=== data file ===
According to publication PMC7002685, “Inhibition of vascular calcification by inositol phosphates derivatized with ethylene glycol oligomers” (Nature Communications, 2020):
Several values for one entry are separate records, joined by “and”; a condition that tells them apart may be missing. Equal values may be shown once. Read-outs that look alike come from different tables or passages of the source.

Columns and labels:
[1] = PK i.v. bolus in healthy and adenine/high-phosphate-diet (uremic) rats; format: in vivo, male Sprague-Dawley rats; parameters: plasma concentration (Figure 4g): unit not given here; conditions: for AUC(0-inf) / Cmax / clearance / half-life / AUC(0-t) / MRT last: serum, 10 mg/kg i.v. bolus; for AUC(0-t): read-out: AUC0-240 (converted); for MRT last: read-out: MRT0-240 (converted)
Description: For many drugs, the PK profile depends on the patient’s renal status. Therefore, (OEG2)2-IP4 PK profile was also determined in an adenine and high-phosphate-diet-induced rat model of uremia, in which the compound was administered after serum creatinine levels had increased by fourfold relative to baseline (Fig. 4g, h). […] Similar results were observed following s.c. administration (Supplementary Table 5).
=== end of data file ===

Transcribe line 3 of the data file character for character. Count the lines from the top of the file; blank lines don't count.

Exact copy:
Columns and labels: